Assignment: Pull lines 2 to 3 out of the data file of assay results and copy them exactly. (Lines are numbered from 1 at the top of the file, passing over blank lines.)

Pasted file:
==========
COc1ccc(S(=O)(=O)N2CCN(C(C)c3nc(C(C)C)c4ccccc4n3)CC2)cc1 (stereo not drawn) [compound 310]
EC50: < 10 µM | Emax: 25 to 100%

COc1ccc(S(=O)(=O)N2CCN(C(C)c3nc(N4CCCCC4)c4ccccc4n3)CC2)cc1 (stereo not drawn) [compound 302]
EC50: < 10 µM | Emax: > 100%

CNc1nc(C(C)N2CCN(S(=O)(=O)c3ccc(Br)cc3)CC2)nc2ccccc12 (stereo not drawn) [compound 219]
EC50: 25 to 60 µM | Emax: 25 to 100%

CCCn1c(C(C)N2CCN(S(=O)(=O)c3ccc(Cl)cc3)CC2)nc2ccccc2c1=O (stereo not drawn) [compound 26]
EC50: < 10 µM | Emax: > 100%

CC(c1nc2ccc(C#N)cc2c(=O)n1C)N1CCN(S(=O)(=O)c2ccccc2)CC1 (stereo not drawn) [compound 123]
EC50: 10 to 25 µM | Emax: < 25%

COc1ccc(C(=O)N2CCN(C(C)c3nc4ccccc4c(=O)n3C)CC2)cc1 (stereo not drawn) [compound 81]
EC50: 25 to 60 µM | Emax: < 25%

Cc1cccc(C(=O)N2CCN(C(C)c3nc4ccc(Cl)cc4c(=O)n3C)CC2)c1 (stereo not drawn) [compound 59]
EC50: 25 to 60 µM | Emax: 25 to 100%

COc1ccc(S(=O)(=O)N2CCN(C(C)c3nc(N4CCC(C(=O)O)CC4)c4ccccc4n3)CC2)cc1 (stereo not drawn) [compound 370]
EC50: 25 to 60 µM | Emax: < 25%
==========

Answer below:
EC50: < 10 µM | Emax: 25 to 100%

COc1ccc(S(=O)(=O)N2CCN(C(C)c3nc(N4CCCCC4)c4ccccc4n3)CC2)cc1 (stereo not drawn) [compound 302]